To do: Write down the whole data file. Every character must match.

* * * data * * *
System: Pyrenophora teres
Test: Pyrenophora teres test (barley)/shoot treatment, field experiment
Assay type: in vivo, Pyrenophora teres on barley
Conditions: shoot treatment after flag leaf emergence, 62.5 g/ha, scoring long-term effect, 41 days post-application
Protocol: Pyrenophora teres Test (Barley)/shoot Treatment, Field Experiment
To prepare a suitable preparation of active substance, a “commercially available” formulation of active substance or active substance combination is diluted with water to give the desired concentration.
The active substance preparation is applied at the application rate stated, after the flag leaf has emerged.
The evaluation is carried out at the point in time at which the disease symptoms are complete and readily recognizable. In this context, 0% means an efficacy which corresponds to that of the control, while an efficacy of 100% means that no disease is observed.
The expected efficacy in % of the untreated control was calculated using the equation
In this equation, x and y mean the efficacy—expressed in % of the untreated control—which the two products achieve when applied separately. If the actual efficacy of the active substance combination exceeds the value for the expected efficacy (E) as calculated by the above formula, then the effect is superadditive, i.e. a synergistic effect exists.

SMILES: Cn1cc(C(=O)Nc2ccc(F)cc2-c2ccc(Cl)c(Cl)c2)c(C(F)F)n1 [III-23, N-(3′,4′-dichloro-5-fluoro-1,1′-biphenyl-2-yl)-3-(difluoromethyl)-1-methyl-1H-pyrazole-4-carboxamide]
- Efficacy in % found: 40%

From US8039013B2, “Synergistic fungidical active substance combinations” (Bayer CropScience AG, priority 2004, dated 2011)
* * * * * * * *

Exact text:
System: Pyrenophora teres
Test: Pyrenophora teres test (barley)/shoot treatment, field experiment
Assay type: in vivo, Pyrenophora teres on barley
Conditions: shoot treatment after flag leaf emergence, 62.5 g/ha, scoring long-term effect, 41 days post-application
Protocol: Pyrenophora teres Test (Barley)/shoot Treatment, Field Experiment
To prepare a suitable preparation of active substance, a “commercially available” formulation of active substance or active substance combination is diluted with water to give the desired concentration.
The active substance preparation is applied at the application rate stated, after the flag leaf has emerged.
The evaluation is carried out at the point in time at which the disease symptoms are complete and readily recognizable. In this context, 0% means an efficacy which corresponds to that of the control, while an efficacy of 100% means that no disease is observed.
The expected efficacy in % of the untreated control was calculated using the equation
In this equation, x and y mean the efficacy—expressed in % of the untreated control—which the two products achieve when applied separately. If the actual efficacy of the active substance combination exceeds the value for the expected efficacy (E) as calculated by the above formula, then the effect is superadditive, i.e. a synergistic effect exists.

SMILES: Cn1cc(C(=O)Nc2ccc(F)cc2-c2ccc(Cl)c(Cl)c2)c(C(F)F)n1 [III-23, N-(3′,4′-dichloro-5-fluoro-1,1′-biphenyl-2-yl)-3-(difluoromethyl)-1-methyl-1H-pyrazole-4-carboxamide]
- Efficacy in % found: 40%

From US8039013B2, “Synergistic fungidical active substance combinations” (Bayer CropScience AG, priority 2004, dated 2011)